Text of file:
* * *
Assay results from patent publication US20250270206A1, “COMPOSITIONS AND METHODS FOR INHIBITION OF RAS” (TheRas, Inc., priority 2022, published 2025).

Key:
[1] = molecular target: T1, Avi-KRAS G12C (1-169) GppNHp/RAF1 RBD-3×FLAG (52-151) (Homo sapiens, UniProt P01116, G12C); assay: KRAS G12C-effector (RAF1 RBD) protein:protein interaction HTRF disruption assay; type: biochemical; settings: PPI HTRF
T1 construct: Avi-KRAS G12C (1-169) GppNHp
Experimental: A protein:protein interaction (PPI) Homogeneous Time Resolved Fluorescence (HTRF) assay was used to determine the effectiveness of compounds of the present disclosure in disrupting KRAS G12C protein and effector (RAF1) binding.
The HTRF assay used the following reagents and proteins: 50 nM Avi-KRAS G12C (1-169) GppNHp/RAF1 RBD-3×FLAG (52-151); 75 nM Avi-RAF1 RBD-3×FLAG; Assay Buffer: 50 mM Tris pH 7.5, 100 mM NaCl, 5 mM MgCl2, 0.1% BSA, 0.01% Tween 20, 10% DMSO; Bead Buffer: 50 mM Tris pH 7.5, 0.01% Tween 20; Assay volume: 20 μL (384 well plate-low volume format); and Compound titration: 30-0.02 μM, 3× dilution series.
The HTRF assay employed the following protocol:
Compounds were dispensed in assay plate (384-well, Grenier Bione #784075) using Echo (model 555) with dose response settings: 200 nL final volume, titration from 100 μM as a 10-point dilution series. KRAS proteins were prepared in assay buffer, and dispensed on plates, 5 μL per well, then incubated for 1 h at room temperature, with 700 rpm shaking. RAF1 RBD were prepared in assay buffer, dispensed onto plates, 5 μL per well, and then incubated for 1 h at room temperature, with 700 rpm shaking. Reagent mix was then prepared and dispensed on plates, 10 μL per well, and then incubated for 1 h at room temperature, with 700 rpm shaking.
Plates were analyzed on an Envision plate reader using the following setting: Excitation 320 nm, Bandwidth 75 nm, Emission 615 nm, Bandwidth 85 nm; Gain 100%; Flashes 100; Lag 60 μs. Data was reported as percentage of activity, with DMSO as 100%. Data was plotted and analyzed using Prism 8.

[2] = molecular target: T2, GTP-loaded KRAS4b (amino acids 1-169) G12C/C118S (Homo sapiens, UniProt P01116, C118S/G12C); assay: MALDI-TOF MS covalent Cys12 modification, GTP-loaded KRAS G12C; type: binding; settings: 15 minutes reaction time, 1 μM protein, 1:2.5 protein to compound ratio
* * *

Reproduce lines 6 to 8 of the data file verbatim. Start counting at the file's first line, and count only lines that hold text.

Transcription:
The HTRF assay used the following reagents and proteins: 50 nM Avi-KRAS G12C (1-169) GppNHp/RAF1 RBD-3×FLAG (52-151); 75 nM Avi-RAF1 RBD-3×FLAG; Assay Buffer: 50 mM Tris pH 7.5, 100 mM NaCl, 5 mM MgCl2, 0.1% BSA, 0.01% Tween 20, 10% DMSO; Bead Buffer: 50 mM Tris pH 7.5, 0.01% Tween 20; Assay volume: 20 μL (384 well plate-low volume format); and Compound titration: 30-0.02 μM, 3× dilution series.
The HTRF assay employed the following protocol:
Compounds were dispensed in assay plate (384-well, Grenier Bione #784075) using Echo (model 555) with dose response settings: 200 nL final volume, titration from 100 μM as a 10-point dilution series. KRAS proteins were prepared in assay buffer, and dispensed on plates, 5 μL per well, then incubated for 1 h at room temperature, with 700 rpm shaking. RAF1 RBD were prepared in assay buffer, dispensed onto plates, 5 μL per well, and then incubated for 1 h at room temperature, with 700 rpm shaking. Reagent mix was then prepared and dispensed on plates, 10 μL per well, and then incubated for 1 h at room temperature, with 700 rpm shaking.